No proof of doping does not mean innocence — CAS Secretary General to RT

Court of Arbitration for Sport Secretary General Matthieu Reeb has told RT that he sees nothing illegal or odd in the International Olympic Committee refusing athletes entry, even in the absence of evidence of doping violations.

“The duty of the IOC (International Olympic Committee) was to show that the athletes involved in this case were guilty of an anti-doping rule violation. The fact that you cannot establish the evidence of guilt does not mean that you have established the innocence of the athletes,” Reeb said in an exclusive interview with RT.

Watch the full interview:

The IOC and Court of Arbitration for Sport (CAS) have been on the brink of an open confrontation due to their conflicting decisions on Russian athletes over doping allegations. The Russian Olympic team was officially banned from the 2018 Winter Games, leaving a reduced delegation of Russian athletes eligible to compete at the Games under a neutral flag.

Some of the sportsmen turned to the CAS to gain admission to the Olympic Games, and last week the Lausanne-based court upheld the appeal of 28 athletes and coaches. However, the IOC still refused to invite them to the games, and even voiced the suggestion that “urgent reform in internal structure” is needed following the “extremely disappointing” decision.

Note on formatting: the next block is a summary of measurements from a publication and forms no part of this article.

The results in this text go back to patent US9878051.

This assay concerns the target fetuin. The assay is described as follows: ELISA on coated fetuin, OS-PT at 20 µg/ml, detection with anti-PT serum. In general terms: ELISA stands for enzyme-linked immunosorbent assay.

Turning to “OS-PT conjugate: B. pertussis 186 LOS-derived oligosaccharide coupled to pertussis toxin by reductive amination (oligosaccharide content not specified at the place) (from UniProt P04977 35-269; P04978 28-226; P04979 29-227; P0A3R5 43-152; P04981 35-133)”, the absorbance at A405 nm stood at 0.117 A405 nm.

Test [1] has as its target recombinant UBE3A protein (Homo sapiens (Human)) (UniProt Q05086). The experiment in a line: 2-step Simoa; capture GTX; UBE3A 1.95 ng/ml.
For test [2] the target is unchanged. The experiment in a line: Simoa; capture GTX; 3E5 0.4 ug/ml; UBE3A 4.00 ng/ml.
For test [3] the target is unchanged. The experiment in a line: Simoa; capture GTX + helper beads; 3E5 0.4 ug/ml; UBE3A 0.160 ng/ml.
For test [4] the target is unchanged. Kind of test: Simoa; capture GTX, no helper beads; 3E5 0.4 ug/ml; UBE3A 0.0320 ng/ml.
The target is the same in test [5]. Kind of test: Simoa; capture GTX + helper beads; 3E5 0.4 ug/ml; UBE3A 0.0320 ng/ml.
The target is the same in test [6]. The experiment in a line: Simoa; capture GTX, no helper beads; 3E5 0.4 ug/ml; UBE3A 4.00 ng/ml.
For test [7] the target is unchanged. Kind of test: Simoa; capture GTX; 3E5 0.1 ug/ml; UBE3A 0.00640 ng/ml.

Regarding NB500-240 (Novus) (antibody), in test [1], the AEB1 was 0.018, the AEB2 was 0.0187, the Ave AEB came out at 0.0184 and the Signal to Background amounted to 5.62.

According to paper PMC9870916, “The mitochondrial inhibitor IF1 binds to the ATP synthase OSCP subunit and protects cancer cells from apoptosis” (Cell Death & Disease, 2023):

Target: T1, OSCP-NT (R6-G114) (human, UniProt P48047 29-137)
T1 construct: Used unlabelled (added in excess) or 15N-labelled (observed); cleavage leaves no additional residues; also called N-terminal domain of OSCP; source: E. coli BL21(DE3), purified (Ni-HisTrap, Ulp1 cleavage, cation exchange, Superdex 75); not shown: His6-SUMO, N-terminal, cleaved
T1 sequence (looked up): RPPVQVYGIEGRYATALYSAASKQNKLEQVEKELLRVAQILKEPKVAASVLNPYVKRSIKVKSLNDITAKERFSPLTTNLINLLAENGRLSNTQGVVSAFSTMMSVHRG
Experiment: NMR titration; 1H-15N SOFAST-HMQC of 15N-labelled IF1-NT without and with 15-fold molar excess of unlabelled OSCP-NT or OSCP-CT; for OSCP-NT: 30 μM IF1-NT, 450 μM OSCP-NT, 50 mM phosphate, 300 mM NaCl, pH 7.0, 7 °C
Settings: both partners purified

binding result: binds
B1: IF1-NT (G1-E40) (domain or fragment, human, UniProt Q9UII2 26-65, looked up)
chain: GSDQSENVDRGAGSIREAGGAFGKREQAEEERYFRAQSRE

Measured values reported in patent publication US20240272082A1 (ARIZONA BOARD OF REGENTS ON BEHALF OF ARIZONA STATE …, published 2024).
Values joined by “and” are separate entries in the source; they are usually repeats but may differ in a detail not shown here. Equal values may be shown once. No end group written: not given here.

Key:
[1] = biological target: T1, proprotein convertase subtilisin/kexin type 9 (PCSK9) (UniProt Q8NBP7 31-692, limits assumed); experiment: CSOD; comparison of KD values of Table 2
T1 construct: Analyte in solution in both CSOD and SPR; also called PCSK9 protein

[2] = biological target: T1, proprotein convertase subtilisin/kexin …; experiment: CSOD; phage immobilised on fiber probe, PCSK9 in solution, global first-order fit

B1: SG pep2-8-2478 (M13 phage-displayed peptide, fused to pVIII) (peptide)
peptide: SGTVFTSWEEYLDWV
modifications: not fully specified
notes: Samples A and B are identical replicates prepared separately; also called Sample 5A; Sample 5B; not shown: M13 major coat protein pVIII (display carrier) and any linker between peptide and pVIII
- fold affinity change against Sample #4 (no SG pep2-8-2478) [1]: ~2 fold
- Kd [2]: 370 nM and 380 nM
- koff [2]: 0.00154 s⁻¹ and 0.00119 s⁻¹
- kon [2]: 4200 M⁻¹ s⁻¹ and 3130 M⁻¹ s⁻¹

While the CAS is the only arbitral body for resolving international sports disputes, it seems that the IOC made sure it has the final say in the showdown with Russian athletes and coaches. Just before the opening of the Olympics, the CAS ruled that the refusal to invite Russian athletes was an “eligibility” decision rather than a “sanction”, noting that the IOC was free to do so.

“The fact that they were not able to show the guilt of an athlete does not mean that the athlete has nothing to do at all with the case, and is totally innocent,” Reeb said, calling it a “logical consequence.”

“There’s nothing bad about it,” he added.

The IOC never explained to the Russian athletes what they had done to be barred from the PyeongChang Olympics. The CAS based its final decision on their cases without “full reasons,” RT’s Ilya Petrenko learned.

“We only have the decisions without the reasons. So we know the result, we know the media release that I have pronounced, but we don’t know the full reasons for each of these 39 cases,” the Secretary General said.

“The only thing I can imagine as a lawyer is that there was some evidence brought by the IOC which shows some suspicion about some wrongdoing in this situation,” Reeb told RT.

The wrangle between the IOC and the CAS did not last long. Following the CAS upholding the appeals of 28 Russians, the athletes and coaches challenged the IOC’s refusal to invite them to participate in the 2018 PyeongChang Winter Games. The ad hoc Division of the CAS rejected the challenge, stating that invitation to the Olympics lies within the competence of the IOC.

After the latest CAS decision, which closely follows the Olympic committee’s rhetoric, the body seems to be satisfied with the court and is not calling for reforms any longer, RT’s Ilya Petrenko reported citing the Secretary General.

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